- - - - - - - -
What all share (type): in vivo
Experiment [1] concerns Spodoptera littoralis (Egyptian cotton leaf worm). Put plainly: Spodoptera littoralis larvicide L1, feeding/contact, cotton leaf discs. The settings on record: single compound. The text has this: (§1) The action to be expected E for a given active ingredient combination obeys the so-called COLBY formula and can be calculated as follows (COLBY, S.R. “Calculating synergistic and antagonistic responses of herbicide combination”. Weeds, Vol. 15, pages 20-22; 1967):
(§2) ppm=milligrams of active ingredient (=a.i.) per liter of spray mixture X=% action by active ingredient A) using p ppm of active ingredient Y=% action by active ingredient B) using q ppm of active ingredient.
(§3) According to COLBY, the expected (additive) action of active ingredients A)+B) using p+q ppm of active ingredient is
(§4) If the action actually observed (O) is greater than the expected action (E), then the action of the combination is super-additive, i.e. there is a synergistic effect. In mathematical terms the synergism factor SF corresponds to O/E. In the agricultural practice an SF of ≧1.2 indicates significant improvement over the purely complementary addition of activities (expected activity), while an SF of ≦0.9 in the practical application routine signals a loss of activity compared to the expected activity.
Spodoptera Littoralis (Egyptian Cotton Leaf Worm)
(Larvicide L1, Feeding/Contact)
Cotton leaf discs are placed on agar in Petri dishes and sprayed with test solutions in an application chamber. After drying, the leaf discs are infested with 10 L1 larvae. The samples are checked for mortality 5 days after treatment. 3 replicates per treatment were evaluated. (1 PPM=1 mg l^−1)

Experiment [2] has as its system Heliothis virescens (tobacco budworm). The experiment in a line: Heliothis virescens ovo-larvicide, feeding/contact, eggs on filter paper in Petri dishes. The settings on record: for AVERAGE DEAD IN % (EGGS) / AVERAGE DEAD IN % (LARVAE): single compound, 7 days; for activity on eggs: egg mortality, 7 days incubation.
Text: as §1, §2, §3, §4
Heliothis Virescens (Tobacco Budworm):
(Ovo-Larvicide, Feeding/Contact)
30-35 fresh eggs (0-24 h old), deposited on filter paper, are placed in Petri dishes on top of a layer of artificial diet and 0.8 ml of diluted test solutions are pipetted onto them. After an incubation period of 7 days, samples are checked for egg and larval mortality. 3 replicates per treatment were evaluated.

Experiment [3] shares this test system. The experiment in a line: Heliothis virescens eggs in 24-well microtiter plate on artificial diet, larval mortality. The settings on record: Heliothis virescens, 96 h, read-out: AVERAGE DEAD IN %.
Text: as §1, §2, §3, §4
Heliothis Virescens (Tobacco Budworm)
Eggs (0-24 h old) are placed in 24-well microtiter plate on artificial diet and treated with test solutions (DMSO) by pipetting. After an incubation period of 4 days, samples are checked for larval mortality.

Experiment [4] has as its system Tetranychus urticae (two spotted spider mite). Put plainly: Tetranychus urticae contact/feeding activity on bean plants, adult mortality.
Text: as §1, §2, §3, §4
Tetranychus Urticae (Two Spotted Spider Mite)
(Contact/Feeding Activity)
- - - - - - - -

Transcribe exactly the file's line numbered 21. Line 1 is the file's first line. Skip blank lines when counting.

(Contact/Feeding Activity)